Romance-killing true love franchises and nine seasons of Big Bang Theory aside, television can be genunely life-changing. It’s full of tempting life hacks, from sleeping with the POTUS, who is your boss (like in Scandal), to sleeping with a doctor, who is your boss (Grey's Anatomy), to shooting your boss (How to Get Away With Murder). Friends brainwashed a generation of women into thinking that “The Rachel” was universally flattering, and America’s Next Top Model tricked the entire world into believing that you can actually smile with your eyes.
But while we can all claim that television events such as Chad’s scorched-earth approach to Bachelor in Paradise or Simone Biles’s Olympic supremacy gave us life, few can say that TV literally saved their lives. And yes, we’re talking about the literal definition of literally, not Katrina Pierson’s.
Making a Murderer
Last week, Making a Murderer star Brendan Dassey became the latest subject capable of claiming that TV saved his life. Or Netflix, to be exact in his case. The then-17-year-old was convicted, along with his uncle Steven Avery, in the 2005 murder of Teresa Halbach. Brendan was a high school sophomore when he was first interrogated about the crime. He had a low I.Q. and was enrolled in special education classes. Making a Murderer portrays Dassey as an unconvincing criminal—intellectually challenged and often confused. One of the show’s most heart-wrenching moments shows the police asking a clearly befuddled Brendan a series of leading questions, essentially feeding him the “right” answers.
The show’s implicit indictment of the criminal justice system was partially redressed last week, when a federal judge in Milwaukee overturned Brendan Dassey’s conviction. According to court documents, the confession that led to Dassey’s life in prison sentence was obtained via “false promises.” The investigators’ shady interrogation, combined with “Dassey’s age, intellectual deficits, and the absence of a supportive adult,” led the judge to rule the confession “involuntary.” After almost a decade behind bars, Dassey will be released within 90 days, barring an appeal from the prosecution.
Scenes of a Crime
Back in 2014, Adrian Thomas experienced a remarkably similar reversal of fate. In 2009, Thomas was convicted of second-degree murder, sentenced to 25 years for allegedly killing his infant son. His story later became the subject of the award-winning Scenes of a Crime. The gripping documentary posited that Thomas’s 10-hour interrogation culminated in a false confession. Just two years later, the New York State Court of Appeals acquitted Thomas in a retrial, ruling that psychological pressure invalidated his confession. It’s safe to say that Scenes of a Crime garnered crucial legal support for the case, bringing Thomas’s story to the attention of a national audience as well as justice reform groups such as The Innocence Project and Center on Wrongful Convictions. Producer Grover Babcock offered a crucial caveat in the wake of the celebratory ruling, noting that “the Adrian Thomas case is far from unique. The only unique thing about Adrian Thomas’s case is that the process was richly documented.”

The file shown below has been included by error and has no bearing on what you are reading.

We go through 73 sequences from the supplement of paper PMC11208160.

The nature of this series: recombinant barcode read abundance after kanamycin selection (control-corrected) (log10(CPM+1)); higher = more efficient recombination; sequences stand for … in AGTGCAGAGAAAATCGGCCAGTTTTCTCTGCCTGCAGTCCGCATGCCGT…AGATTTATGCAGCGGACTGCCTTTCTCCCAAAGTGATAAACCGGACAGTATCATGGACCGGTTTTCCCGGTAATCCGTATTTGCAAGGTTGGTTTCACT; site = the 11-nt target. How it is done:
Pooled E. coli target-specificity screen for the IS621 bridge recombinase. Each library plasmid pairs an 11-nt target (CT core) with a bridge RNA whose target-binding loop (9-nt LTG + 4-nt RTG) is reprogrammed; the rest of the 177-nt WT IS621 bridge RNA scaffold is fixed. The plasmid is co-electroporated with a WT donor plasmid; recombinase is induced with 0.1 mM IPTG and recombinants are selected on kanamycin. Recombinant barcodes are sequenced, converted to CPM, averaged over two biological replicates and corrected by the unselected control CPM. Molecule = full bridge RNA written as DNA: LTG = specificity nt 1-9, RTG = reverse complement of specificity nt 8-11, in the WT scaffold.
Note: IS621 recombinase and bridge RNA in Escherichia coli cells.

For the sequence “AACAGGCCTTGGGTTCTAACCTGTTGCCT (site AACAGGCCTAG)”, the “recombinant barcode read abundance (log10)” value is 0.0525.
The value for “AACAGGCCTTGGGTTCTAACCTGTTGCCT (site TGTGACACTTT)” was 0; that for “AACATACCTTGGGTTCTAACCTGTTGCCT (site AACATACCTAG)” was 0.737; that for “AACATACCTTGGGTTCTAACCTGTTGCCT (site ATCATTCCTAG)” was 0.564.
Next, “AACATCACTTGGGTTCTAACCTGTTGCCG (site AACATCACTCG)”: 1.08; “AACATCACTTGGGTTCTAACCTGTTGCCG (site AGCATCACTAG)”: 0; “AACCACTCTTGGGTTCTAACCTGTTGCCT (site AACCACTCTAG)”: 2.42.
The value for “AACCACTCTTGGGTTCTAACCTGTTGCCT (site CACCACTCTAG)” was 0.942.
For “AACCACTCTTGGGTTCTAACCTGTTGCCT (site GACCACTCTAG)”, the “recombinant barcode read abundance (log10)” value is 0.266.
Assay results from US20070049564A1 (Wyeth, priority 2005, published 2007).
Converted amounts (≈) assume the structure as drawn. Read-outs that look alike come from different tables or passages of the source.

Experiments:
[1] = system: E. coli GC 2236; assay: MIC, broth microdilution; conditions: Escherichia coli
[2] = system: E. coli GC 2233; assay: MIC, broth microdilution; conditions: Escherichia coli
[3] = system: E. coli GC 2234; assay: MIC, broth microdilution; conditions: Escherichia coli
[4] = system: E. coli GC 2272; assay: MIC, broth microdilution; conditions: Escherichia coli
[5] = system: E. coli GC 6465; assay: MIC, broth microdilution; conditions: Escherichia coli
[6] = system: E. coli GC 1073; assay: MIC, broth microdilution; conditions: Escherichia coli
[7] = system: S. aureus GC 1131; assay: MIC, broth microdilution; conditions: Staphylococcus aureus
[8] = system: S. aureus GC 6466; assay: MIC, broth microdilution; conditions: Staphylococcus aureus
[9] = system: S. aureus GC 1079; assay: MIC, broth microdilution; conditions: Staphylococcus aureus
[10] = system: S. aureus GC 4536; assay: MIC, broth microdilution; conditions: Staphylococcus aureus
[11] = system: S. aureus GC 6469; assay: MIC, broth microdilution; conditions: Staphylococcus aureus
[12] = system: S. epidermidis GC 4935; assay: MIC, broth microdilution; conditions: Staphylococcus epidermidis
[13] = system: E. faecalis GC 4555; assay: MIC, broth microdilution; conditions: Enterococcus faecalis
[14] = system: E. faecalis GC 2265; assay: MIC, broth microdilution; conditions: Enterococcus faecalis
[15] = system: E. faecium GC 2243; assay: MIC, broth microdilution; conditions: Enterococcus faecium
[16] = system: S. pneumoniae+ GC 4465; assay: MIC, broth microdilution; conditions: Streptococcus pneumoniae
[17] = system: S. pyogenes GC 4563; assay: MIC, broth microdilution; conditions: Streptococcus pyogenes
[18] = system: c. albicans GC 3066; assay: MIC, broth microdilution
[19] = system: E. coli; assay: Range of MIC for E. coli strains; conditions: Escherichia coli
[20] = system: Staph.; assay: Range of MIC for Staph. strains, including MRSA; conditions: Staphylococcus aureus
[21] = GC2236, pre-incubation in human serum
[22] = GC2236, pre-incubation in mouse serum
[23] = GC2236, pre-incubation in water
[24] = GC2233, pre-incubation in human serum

Curb Your Enthusiasm
In a slightly more comedic take on true crime, Larry David’s famously self-centered Curb Your Enthusiasm inadvertently acquitted a total stranger. Juan Catalan—who’s never actually seen David’s off-kilter comedy—spent 5½ months in jail on a false murder accusation. Prosecutors didn’t buy Catalan’s alibi; the father claimed that he was with his kids at Dodger Stadium on the night in question. Catalan’s attorney couldn’t find a clear match for his client on game footage. Luckily, Catalan later recalled an HBO TV crew filming nearby. That crew was collecting footage for the “Carpool Lane” episode of Curb Your Enthusiasm, which follows David’s attempt to get to a Dodgers game in time. Apparently, Catalan’s head had managed to make it into the corner of an outtake. The tapes, which were time coded, ultimately corroborated Catalan’s alibi, and a judge ordered his release.
But the falsely convicted aren’t the only ones who can claim television redemption. A cursory glance at the TV guide reveals a strange fascination with medicine and mortality, from hospital dramas to true-life tales. And while the educational value of shows like I Didn’t Know I Was Pregnant is debatable, this genre of emergency room TMI has remarkably led to some IRL diagnoses. In 2014, a German man with a mysterious condition was struggling to find a diagnosis. But when the 55-year-old approached a new doctor for a consultation, he emerged with answers after just five minutes. The heroic M.D., Dr. Juergen Schaefer, told reporters that he cracked the case by recalling an episode of House in which a fictional patient is plagued by a rare bout of cobalt poisoning. Apparently, there’s more to the beloved TV doctor’s method than just randomly crying lupus. Dr. Schaefer has actually written an entire book about how to apply the TV show to real life medical practice: It’s called Housemedizin: Die Diagnosen von “Dr. House,” which is fairly self-explanatory.